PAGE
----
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William Voegeli is a senior editor of the Claremont Review of Books and author of: Never Enough: America's Limitless Welfare State (Encounter Books); and The Pity Party: A Mean-Spirited Diatribe Against Liberal Compassion (Broadside Books). A visiting scholar at Claremont McKenna College's Henry Salvatori Center, his work has appeared in the City Journal, Commentary, the Los Angeles Times, National Review, The Weekly Standard, and other publications. Mr. Voegeli received his Ph.D. in political science from Loyola University in Chicago and was a program officer for the John M. Olin Foundation from 1988 to 2003.
Articles by William Voegeli
On Great Society: A New History by Amity Shlaes.
The perils of democratic epistemology.
Questions we'd rather not ask about race.
Can Zionism survive liberalism?
Bhaskar Sunkara’s new promise of socialist life is indistinguishable from the old promise of socialist life.
Insights, challenges, and opportunities.
The way we hate now.
Hard questions about discrimination, diversity, and civil rights.
Arthur Schlesinger, Jr.’s political histories came up short.
Progressive enclaves are neither diverse, nor inclusive.
First they came for Harvey Weinstein....
Is their coalition too narrow or too shallow?
Immigration politics after 2016.
Are you now, or have you ever been, a Trump supporter?
It may not be too late for journalism to revert to being reportorial instead of oppositional.
Where do they go to get their majority back?
The dilemmas and doubts of today's progressivism.
Things aren't as dire as Decius suggests.
20 years after welfare reform, we still don't know what we're doing or what we want.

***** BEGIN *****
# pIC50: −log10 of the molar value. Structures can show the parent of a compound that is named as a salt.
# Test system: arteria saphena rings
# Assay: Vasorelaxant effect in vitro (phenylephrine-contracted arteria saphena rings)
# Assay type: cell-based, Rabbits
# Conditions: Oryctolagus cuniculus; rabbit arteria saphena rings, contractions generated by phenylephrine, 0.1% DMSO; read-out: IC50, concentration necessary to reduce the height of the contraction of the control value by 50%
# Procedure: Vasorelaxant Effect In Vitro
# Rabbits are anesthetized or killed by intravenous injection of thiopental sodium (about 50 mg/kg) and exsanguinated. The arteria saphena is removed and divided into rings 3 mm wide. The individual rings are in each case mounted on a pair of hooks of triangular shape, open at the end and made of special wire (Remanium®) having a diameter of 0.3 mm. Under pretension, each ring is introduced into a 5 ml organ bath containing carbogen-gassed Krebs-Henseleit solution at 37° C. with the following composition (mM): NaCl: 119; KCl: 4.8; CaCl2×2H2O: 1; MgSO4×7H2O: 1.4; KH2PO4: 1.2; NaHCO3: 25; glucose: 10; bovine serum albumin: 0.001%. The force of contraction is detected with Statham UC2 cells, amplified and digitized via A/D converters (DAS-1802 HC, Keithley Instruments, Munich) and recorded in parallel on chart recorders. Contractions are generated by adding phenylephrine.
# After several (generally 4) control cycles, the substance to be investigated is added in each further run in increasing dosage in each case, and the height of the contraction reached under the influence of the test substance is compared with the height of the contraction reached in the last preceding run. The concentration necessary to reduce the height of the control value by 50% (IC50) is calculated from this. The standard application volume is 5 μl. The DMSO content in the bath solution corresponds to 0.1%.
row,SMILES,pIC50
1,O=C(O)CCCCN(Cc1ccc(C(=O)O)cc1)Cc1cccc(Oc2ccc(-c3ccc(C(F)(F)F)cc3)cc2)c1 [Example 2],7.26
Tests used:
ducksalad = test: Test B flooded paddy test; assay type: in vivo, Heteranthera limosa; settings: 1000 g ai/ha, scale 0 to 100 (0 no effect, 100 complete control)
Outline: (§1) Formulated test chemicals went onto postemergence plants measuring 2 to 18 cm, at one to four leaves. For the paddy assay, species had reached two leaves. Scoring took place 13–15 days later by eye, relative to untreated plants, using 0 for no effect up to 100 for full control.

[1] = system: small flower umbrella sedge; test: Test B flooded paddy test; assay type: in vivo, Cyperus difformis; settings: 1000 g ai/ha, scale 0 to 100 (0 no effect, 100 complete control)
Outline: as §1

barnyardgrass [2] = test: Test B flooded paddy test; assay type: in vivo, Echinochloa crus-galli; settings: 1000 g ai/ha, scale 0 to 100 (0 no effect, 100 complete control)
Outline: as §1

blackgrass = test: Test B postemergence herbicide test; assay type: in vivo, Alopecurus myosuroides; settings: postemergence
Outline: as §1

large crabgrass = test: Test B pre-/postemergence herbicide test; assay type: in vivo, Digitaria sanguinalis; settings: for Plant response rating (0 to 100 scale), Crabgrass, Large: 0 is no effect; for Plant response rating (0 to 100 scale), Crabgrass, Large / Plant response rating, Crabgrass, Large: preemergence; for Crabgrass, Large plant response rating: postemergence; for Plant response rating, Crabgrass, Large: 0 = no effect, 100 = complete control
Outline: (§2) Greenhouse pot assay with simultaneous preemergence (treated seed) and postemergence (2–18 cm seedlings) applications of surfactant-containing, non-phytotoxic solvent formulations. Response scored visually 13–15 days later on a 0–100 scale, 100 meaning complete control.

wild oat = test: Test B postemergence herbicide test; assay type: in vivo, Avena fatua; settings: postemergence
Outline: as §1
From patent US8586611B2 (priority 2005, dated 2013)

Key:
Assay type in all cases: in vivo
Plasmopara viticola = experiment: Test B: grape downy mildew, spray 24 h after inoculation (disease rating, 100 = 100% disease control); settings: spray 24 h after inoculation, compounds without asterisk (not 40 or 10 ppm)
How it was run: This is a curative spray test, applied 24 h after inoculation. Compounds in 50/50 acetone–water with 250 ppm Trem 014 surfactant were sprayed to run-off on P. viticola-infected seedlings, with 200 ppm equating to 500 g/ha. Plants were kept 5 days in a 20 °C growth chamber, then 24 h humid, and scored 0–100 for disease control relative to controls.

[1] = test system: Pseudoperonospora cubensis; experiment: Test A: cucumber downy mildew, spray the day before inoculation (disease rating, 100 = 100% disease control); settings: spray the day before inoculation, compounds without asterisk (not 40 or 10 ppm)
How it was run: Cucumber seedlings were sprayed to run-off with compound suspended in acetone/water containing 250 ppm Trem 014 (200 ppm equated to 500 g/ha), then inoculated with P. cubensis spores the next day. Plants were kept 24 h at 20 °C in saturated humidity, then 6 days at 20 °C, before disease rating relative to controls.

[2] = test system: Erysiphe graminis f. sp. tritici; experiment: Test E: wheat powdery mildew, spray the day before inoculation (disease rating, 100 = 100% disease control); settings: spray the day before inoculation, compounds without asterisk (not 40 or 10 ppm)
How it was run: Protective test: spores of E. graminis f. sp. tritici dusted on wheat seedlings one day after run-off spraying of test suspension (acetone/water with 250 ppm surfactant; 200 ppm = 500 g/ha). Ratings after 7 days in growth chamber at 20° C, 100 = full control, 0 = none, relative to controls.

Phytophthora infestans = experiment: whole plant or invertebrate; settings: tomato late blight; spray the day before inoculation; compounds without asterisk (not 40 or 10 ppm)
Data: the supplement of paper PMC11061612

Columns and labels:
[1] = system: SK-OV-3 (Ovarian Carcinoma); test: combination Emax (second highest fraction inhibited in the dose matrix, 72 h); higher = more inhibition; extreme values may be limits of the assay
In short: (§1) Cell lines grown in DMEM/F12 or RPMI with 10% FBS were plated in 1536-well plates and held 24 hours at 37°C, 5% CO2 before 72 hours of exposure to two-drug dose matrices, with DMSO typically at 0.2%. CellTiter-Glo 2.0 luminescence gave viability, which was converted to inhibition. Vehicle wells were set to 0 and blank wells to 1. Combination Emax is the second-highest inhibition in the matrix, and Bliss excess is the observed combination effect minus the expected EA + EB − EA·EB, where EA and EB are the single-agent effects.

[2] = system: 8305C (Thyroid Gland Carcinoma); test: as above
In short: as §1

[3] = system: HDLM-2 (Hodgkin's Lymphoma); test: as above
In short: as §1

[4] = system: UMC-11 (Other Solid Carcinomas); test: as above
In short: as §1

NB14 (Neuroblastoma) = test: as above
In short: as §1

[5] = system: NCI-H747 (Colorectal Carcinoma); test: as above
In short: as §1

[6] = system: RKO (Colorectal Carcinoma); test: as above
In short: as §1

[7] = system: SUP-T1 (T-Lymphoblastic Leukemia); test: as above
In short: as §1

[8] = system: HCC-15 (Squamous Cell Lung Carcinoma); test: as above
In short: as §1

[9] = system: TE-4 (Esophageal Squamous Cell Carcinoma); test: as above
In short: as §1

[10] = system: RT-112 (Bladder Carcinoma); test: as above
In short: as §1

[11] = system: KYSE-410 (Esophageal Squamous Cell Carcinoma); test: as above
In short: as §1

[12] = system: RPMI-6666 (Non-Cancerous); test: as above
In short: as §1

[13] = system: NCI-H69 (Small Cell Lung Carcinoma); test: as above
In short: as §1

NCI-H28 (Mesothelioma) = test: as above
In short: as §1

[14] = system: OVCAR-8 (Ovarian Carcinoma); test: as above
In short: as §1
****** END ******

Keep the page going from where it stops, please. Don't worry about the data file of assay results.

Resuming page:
Sometimes, worthy causes have unworthy champions.
This is the most important election of my lifetime
Modern government works fine, apart from its inability to do stuff.
Elections have consequences.
The silencing of the American mind.
Hillary Clinton's problem with young female voters.
Donald Trump's success in the polls tells us more about what's wrong with the country than about what's wrong with his followers.
Black and white when Obama is over.
There are worse things to believe in than nothing.
Liberalism and political correctness.
The latest prescription for a conservative majority.
Senior Editor William Voegeli on turning 60.
A review of American Pastimes: The Very Best of Red Smith (The Library of America), by Daniel Okrent
Political correctness and the Credentials-Industrial Complex.
A review of The New New Deal: The Hidden Story of Change in the Obama Era, by Michael Grunwald
The Republican party has gone insane. Not whacky-but-basically-harmless, Uncle Joe Biden insane. We're talking remorseless-sociopath insane.
A review of The Great Divergence: America's Growing Inequality Crisis and What We Can Do about It, by Timothy Noah andThe Price of Inequality: How Today's Divided Society Endangers Our Future, by Joseph E. Stiglitz
Workers of the worldâ€”invest!
A welfare state we can live with.
But she had it right the first time.
Mr. Brown goes to Sacramentoâ€¦again.
If the owl of Minerva flies at dusk, then those electoral beat-downs offered a promising moment to take stock of neoconservatism
The challenges ahead on the road to solvency.
The grassroots are up in arms.
Meditations on how paid employment helps and hinders our efforts to fashion good lives.
How the California dream became a nightmare.
Liberals rejoin the picket line.
Does conservatism need to reinvent itself?
Ordinary Americans deserve some respect.
The welfare state canâ€™t go on indefinitely, but it does.
Correspondence from the Fall, 2008 issue of the CRB.
What the Right got wrongâ€”and right.
Are we all big-government conservatives now?
The eclipse of Arthur M. Schlesinger, Jr.
Democrats want to love the senatorâ€™s problematic populism.
Will liberals embrace a future of ad hocery?
A review of Nation of Rebels: Why Counterculture Became Consumer Culture, by Joseph Heath and Andrew Potter
The cynical idealism behind Social Security.
Liberalism has always been unwilling, and unable, to define itself.
Money and morals in the American dream
Using his own family history, George Packer tries to understand and defend liberalism.